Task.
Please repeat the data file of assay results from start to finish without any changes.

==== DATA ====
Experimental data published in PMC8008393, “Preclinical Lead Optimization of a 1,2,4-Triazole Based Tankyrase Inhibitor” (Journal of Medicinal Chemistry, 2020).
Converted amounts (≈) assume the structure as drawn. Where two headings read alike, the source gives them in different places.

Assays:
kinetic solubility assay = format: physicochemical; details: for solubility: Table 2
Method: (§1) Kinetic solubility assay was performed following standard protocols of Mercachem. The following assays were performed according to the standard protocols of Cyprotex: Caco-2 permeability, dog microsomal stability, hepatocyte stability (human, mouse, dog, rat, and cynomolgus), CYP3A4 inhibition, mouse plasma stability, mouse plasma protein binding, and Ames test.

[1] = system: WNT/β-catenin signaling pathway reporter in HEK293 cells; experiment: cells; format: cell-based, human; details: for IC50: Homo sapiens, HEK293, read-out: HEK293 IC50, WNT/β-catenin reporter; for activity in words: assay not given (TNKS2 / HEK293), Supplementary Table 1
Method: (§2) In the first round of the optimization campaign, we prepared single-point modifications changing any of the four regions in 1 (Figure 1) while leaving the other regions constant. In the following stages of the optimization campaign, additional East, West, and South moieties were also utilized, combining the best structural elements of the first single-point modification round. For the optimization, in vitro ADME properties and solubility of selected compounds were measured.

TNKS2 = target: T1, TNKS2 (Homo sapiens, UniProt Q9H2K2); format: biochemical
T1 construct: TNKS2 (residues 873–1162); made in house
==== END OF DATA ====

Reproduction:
Experimental data published in PMC8008393, “Preclinical Lead Optimization of a 1,2,4-Triazole Based Tankyrase Inhibitor” (Journal of Medicinal Chemistry, 2020).
Converted amounts (≈) assume the structure as drawn. Where two headings read alike, the source gives them in different places.

Assays:
kinetic solubility assay = format: physicochemical; details: for solubility: Table 2
Method: (§1) Kinetic solubility assay was performed following standard protocols of Mercachem. The following assays were performed according to the standard protocols of Cyprotex: Caco-2 permeability, dog microsomal stability, hepatocyte stability (human, mouse, dog, rat, and cynomolgus), CYP3A4 inhibition, mouse plasma stability, mouse plasma protein binding, and Ames test.

[1] = system: WNT/β-catenin signaling pathway reporter in HEK293 cells; experiment: cells; format: cell-based, human; details: for IC50: Homo sapiens, HEK293, read-out: HEK293 IC50, WNT/β-catenin reporter; for activity in words: assay not given (TNKS2 / HEK293), Supplementary Table 1
Method: (§2) In the first round of the optimization campaign, we prepared single-point modifications changing any of the four regions in 1 (Figure 1) while leaving the other regions constant. In the following stages of the optimization campaign, additional East, West, and South moieties were also utilized, combining the best structural elements of the first single-point modification round. For the optimization, in vitro ADME properties and solubility of selected compounds were measured.

TNKS2 = target: T1, TNKS2 (Homo sapiens, UniProt Q9H2K2); format: biochemical
T1 construct: TNKS2 (residues 873–1162); made in house